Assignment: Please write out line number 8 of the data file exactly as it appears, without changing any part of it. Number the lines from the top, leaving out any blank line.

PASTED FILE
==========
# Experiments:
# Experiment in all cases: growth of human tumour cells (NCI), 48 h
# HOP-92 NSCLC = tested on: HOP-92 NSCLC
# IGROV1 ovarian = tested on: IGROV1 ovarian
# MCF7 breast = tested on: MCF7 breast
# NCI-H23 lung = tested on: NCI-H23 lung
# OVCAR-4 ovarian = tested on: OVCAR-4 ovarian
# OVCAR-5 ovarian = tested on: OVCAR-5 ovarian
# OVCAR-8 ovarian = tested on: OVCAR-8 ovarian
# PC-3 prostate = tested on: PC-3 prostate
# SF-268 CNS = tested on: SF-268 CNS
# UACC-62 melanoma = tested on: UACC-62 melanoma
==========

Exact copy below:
# OVCAR-5 ovarian = tested on: OVCAR-5 ovarian